Protests — now international — against structural racism have brought to light the multiplicity of discriminatory nuances, especially within corporate leadership schemes.
The beauty industry, for example, has been one of the most harshly criticized focuses for its lack of inclusion and representation, mainly at the top of the hierarchy.
And much of the pressure has come from its own ranks.
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#pulluporshutup Please join me in holding corporations accountable. We are asking all corporations/brands who went black yesterday to release the number of black employees they have at a corporate and executive level. Show us you really mean it and you are ready to stop being a part of the system of oppression and marginalization. It’s simple No jobs or support for businesses = poverty Poverty = crime Crime = 33% of prison population = They shoot us when they see us Help us dismantle this system of oppression once and for all. @pullupforchange #pulluporshutup #blacklivesmatter
Uoma Beauty’s Nigerian founder, Sharon Chuter, was one of the first to raise her voice and pressure companies in her industry to reveal the percentage of their Black employees, according to Bloomberg. The result was that most of the largest cosmetics companies have as few as three percent of people of color in leadership positions, including Coty Inc., Estee Lauder Cos, Revlon Inc. and the U.S. division of L’Oreal.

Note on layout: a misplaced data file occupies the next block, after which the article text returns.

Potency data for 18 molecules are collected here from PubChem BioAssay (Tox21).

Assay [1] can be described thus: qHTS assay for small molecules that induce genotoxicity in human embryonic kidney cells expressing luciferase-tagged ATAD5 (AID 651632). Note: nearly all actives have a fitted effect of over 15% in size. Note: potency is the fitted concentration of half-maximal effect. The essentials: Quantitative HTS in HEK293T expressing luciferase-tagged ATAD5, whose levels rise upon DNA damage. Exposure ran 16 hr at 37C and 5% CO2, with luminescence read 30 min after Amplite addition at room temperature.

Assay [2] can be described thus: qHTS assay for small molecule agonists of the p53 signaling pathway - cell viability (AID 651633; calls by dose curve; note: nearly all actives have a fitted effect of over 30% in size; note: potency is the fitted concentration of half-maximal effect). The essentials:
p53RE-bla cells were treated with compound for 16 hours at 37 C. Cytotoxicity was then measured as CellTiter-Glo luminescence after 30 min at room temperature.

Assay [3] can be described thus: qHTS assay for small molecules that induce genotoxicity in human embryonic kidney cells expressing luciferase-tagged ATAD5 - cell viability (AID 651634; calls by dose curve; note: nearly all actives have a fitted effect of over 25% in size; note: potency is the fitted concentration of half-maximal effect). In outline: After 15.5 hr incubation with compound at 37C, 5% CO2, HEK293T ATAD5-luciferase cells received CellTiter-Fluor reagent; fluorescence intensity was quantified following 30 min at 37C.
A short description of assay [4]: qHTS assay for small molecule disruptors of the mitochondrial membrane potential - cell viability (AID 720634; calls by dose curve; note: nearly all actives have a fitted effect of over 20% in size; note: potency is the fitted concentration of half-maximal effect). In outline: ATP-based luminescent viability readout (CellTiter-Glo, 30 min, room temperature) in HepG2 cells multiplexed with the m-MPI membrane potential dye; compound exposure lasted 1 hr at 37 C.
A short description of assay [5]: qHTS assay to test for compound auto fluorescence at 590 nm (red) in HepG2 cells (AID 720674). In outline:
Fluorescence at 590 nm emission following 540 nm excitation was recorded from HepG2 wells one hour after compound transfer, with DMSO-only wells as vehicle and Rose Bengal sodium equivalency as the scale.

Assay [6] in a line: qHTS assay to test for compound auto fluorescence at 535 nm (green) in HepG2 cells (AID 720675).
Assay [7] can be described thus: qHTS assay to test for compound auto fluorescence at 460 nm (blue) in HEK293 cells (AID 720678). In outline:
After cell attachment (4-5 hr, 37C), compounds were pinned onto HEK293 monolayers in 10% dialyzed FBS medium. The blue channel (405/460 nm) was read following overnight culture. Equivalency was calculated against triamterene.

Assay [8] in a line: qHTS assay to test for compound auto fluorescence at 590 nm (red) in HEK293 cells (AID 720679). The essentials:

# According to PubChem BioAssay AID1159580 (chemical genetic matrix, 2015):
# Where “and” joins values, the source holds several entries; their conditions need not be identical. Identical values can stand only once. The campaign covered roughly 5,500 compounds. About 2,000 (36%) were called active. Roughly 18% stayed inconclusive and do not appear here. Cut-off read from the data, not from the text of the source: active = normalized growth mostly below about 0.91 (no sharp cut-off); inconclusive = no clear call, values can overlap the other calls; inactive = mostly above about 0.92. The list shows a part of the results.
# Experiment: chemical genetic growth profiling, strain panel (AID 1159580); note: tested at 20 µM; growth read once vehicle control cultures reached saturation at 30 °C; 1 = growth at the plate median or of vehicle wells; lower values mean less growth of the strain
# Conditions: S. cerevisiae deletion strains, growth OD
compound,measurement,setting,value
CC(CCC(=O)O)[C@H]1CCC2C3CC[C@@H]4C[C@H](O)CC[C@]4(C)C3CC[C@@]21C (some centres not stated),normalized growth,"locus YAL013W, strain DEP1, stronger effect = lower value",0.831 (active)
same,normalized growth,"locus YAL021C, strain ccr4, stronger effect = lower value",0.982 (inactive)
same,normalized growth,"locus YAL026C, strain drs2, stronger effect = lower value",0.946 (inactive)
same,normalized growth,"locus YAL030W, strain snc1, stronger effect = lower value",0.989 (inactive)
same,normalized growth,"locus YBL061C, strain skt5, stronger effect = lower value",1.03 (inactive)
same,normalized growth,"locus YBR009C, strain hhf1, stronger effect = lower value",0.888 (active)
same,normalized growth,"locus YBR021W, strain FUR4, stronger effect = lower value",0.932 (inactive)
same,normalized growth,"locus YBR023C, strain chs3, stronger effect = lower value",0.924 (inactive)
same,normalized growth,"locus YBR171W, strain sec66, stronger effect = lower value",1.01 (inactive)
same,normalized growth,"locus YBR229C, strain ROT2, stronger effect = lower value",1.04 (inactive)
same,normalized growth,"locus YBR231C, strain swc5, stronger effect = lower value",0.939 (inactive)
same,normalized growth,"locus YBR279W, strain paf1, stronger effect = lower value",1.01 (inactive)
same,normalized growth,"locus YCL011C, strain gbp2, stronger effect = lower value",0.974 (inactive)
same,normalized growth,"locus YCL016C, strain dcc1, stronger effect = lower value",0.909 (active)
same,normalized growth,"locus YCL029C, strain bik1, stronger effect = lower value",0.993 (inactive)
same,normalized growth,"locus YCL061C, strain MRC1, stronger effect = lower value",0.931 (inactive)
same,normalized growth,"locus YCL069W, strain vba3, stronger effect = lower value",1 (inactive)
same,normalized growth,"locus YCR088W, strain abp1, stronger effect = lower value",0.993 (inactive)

“I knew it would turn my industry upside-down,” said Chuter, a former executive at French luxury giant LVMH. “It was needed. It was necessary.”
After L’Oreal Paris, for example, published a networked message supporting the Black Lives Matter movement that read “Speaking out is worth it,” model Munroe Bergdorf accused the cosmetics company of hypocrisy, the Washington Post reported.
Bergdorf said the cosmetics giant had pulled her from a 2017 campaign for criticizing structural racism and white supremacy after the deadly neo-Nazi rally in Charlottesville. L’Oreal’s response was to rehire her to join the newly created UK Diversity and Inclusion Advisory Board, which the company published on Instagram.
While the social revolution triggered by George Floyd’s death seems to have a timely response at hand, the beauty industry has been one of the most hesitant to account for its lack of inclusion and its involvement in perpetuating cultural and beauty stereotypes.
“Run largely by white executives, cosmetics companies preside over a vital facet of culture: ideal female beauty,” Bloomberg adds. “For decades, big brands have told shoppers what’s beautiful and what’s not, through ads and print magazine spreads often lacking a diverse set of models. Shades of so-called “nude” makeup are often only nude for white customers. There are few black-owned brands stocked by major retailers.”
And this has been precisely the moment for these brands and owners to stand up, raise their voices and show another facet of the cosmetics industry.
As AfroTech explained, brands such as Shea Moisture, Pattern Beauty, Scotch Porter, Camille Rose, and Alikay Naturals are just a few names on a long list of creative, multicultural beauty products and lines that have also used their platforms to educate and offer opportunities to a deeply underserved market — because much of this revolution will have to do with an awareness of where we put our money, and the real impact it can have.